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Bible Commentaries

Arthur Peake's Commentary on the Bible
Psalms 74

 

 

Introduction

BOOK II.—PSS. XLII.-LXXII.

Psalms 42-83 are Elohistic, i.e. they use the word God (Elohim) and avoid the proper name Yahweh, probably from motives of reverence. Here and there, however, the name Yahweh has crept into the text by a natural slip of the scribes.


Verses 1-23

LXXIV. The date may be fixed with certainty and that within narrow limits. The Jews are suffering extreme distress, but apparently by no fault of their own, for there is no confession of sin. The persecution is a religious one, since we are told repeatedly (Psalms 74:10; Psalms 74:18; Psalms 74:22) that their foes blaspheme God. Synagogues, unknown in pre-exilic times, exist throughout the land. Calamities, to some extent similar, existed in 586 B.C. when the Babylonians took Jerusalem and burned down the Temple. But if the writer had lived in the time of Jeremiah and Ezekiel, he could not have complained that no prophet had arisen (Psalms 74:9). This, however, is just the complaint which befits Maccabean times (1 Maccabees 9:27; 1 Maccabees 4:46; 1 Maccabees 14:41). Everything, therefore, points to the composition of the Ps. between 168 B.C., when Antiochus defiled the Temple with heathen sacrifice, forbade Jewish rites, and burnt copies of the Law, and 165, when Judas Maccabus cleansed the Temple and reorganised the worship (p. 607).

Psalms 74:1-11. The misery of Israel beneath the oppression of the heathen, prayer for deliverance.

Psalms 74:3. perpetual is a strange expression, for the ruins were of very recent date. But the Psalmist may have despaired of their restoration.

Psalms 74:4 may refer to Greek inscriptions, weapons, etc., hung in the Temple as "signs" of the Greek ascendancy.

Psalms 74:7. The Temple was not burnt down, but the door-posts were set on fire and destroyed (1 Maccabees 4:38).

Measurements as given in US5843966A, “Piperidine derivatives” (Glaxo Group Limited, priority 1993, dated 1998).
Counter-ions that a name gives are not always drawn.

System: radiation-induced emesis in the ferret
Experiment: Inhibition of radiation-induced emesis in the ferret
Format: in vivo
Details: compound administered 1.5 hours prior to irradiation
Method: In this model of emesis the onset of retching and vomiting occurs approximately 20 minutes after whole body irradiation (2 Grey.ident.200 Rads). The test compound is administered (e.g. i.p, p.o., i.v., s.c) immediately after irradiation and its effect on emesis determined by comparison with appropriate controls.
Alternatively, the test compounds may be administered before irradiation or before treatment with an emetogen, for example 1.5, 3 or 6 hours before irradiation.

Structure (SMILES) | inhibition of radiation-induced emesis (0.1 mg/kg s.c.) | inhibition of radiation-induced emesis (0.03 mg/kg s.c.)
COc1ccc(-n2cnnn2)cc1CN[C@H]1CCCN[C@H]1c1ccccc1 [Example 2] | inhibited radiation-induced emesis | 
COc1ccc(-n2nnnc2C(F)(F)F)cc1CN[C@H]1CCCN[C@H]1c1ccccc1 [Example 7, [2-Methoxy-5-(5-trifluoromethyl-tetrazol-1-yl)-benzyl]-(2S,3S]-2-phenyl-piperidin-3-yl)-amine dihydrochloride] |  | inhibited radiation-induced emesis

Psalms 74:9. our signs: all the outward token of religion, e.g. observance of Sabbaths and feasts.

Psalms 74:11. Read, "Why dost thou hold back thy hand and keep thy right hand in the midst of thy bosom?"

Psalms 74:12-17. God's Omnipotence as Creator.

Psalms 74:13 f. The Psalmist draws from the popular mythology. He refers to the struggle between the powers of light and darkness, the latter being personified as "dragons" and Leviathan (Job 3:8*).

Psalms 74:14 b. The carcase of Leviathan was food for the wild beasts of the desert which feed on carrion.

Psalms 74:18-23. Arise, O God!

Psalms 74:18. Emend, "In spite of this (i.e. in spite of God's wonders in creation) the enemy hath blasphemed Yahweh and a foolish (i.e. impious, see Psalms 14:1, Isaiah 35:8*) people hath blasphemed thy name." It is perhaps worth noting in this connexion that the great adversary of the Jewish Law, Epiphanes, i.e. "the illustrious," was nicknamed Epimanes, i.e. "the madman."

Psalms 74:20. Render, "Look to the fat ones for they are full." The wealthy oppressors are compared to fatlings. The pious Jews repair to dark holes and corners (1 Maccabees 1:53; 1 Maccabees 2:27 ff.), but even there the oppressors find them out.

 


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Bibliography Information
Peake, Arthur. "Commentary on Psalms 74:4". "Arthur Peake's Commentary on the Bible ". https://www.studylight.org/commentaries/pfc/psalms-74.html. 1919.

Lectionary Calendar
Monday, July 15th, 2019
the Week of Proper 10 / Ordinary 15
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